INTERNATIONAL NUCLEAR SOCIETIES COUNCIL
NUCLEAR ENERGY IN THE 21st CENTURY
(Distributed at the United Nations Conference on Environment and Development,
Rio de Janeiro, June 1992)
The International Nuclear Societies Council (INSC) is composed of learned nuclear societies working with global co-operation in the peaceful uses of nuclear science and technology, for the benefit of mankind in a manner in which the public health and safety, and environmental protection, are paramount.
In 1990, learned nuclear societies of four geographical regions of the world, namely:
Central and South America
as well as an at-large region, founded INSC.
The member societies of INSC today have a total of more than 40,000 members who are scientists, engineers, technicians, and specialists with a major interest in the development of peaceful applications of nuclear science and technology. The best expression to date of their opinion about nuclear energy in the 21st century is hereby appended:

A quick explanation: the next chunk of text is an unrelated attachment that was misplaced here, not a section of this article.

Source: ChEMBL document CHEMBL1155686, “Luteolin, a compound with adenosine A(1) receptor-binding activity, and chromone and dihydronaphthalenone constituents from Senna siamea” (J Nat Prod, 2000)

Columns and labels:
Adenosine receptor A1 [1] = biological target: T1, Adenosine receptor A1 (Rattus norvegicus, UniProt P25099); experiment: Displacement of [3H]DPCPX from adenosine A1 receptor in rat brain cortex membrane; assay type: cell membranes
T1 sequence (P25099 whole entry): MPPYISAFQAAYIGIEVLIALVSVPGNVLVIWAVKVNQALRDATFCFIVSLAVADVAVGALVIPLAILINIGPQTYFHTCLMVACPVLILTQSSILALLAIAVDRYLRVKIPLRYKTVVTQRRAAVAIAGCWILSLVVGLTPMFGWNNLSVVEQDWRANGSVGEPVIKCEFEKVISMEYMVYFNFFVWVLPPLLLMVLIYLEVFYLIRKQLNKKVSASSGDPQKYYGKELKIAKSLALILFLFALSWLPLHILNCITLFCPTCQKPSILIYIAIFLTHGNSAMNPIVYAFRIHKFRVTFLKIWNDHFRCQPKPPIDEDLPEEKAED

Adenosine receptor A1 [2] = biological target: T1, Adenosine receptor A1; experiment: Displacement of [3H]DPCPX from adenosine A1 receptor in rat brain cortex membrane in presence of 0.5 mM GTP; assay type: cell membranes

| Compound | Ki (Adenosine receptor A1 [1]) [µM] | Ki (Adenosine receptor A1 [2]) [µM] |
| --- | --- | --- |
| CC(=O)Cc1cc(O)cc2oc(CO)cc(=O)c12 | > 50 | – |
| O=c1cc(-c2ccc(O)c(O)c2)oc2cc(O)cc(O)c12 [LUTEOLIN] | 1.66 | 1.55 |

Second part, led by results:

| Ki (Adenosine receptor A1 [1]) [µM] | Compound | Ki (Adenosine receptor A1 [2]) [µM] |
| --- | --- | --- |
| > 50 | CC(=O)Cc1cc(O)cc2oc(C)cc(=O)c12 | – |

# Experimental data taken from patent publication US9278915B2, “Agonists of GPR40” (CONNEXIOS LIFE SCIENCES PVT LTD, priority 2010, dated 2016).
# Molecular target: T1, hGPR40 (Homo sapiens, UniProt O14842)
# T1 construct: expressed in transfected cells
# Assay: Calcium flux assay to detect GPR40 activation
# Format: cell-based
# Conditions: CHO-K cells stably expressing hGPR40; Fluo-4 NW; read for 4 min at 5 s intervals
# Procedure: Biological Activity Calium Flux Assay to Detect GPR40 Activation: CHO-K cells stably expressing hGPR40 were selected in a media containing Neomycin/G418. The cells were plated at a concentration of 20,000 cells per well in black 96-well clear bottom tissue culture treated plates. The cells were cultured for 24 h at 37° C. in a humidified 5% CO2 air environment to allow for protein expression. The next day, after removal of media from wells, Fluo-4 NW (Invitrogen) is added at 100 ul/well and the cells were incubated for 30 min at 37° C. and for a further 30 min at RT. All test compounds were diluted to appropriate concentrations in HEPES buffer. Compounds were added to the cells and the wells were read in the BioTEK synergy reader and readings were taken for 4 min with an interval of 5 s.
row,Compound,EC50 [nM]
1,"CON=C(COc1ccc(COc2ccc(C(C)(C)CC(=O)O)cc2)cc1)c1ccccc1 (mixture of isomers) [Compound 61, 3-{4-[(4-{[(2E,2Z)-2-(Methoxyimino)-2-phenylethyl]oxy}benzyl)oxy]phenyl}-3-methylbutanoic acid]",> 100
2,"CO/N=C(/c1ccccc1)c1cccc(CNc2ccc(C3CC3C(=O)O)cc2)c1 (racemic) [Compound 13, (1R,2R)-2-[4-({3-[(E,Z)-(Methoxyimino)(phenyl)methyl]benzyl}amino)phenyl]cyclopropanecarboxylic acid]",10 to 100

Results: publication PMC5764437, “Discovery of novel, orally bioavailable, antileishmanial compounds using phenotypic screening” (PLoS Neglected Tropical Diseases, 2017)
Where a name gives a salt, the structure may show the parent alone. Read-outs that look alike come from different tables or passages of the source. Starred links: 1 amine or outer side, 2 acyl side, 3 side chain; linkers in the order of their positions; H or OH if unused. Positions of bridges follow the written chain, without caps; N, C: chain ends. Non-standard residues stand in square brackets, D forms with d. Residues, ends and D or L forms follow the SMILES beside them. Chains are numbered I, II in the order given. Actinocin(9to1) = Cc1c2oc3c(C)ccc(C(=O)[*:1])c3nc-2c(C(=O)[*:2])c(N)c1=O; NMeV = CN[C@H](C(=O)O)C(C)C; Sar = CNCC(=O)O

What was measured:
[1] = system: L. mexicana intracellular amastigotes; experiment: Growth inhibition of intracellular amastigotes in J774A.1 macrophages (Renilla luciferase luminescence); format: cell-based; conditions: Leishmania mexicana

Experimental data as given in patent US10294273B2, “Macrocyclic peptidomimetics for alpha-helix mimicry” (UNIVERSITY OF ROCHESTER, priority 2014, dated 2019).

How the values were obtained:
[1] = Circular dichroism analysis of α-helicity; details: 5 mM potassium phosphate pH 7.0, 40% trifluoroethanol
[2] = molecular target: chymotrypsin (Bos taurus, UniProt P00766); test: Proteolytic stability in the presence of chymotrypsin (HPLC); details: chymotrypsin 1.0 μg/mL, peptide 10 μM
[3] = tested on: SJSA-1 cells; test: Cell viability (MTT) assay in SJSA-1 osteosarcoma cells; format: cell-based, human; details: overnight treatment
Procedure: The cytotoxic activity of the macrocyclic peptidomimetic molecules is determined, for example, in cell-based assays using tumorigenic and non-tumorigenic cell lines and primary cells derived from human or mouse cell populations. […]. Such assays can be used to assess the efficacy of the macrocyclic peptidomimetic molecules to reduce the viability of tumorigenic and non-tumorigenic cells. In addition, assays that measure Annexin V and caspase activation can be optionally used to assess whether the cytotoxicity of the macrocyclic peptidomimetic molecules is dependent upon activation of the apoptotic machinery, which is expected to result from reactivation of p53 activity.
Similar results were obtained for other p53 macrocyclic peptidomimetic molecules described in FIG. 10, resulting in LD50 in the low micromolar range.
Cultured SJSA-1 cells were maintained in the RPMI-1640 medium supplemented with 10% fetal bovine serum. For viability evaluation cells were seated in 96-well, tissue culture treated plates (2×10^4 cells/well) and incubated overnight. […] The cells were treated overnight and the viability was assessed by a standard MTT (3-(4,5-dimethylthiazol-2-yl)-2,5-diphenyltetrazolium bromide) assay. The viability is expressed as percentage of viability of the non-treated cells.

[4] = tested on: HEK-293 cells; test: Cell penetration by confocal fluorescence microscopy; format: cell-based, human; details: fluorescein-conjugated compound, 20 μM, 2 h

There is a growing global consensus on the need for sustainable development. Adequate energy supply is critical for emerging economies to develop and for industrialized economies to support the legitimate needs of their societies. Energy in the form of electric power is essential to improve efficiency, develop conservation technologies, recover, recycle and properly dispose of wastes, and minimize environmental pollution. Nuclear energy can play a vitally needed role in meeting future electricity needs.